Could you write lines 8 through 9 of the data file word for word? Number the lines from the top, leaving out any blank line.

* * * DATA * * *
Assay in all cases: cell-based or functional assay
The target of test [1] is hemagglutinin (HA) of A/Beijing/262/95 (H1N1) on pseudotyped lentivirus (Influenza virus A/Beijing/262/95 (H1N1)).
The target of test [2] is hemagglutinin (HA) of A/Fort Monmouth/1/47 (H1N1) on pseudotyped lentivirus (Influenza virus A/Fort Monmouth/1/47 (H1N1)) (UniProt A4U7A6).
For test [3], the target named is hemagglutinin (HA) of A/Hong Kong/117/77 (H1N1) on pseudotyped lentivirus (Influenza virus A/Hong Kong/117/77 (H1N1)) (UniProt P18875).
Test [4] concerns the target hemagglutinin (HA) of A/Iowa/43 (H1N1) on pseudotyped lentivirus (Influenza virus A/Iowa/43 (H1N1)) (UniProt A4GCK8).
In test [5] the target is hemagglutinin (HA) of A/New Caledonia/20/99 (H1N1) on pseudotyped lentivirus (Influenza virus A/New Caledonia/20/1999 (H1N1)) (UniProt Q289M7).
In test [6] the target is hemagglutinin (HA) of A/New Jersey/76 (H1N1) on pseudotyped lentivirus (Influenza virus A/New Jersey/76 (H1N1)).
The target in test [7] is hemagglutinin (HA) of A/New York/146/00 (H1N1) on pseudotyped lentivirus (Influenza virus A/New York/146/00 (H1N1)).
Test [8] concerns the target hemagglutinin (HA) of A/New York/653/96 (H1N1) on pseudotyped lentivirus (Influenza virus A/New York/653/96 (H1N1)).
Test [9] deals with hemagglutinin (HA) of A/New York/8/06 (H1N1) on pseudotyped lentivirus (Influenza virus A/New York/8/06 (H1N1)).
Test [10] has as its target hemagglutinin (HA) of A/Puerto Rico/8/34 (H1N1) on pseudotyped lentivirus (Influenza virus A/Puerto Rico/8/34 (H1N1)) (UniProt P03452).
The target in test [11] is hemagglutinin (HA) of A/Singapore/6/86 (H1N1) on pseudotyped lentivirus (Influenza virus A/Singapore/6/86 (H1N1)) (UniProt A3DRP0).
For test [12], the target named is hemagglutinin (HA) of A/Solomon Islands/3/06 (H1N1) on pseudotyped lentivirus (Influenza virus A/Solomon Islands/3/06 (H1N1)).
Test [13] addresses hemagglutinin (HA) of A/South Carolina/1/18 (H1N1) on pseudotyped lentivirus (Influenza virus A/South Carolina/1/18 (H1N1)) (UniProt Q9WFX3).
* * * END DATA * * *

The target in test [7] is hemagglutinin (HA) of A/New York/146/00 (H1N1) on pseudotyped lentivirus (Influenza virus A/New York/146/00 (H1N1)).
Test [8] concerns the target hemagglutinin (HA) of A/New York/653/96 (H1N1) on pseudotyped lentivirus (Influenza virus A/New York/653/96 (H1N1)).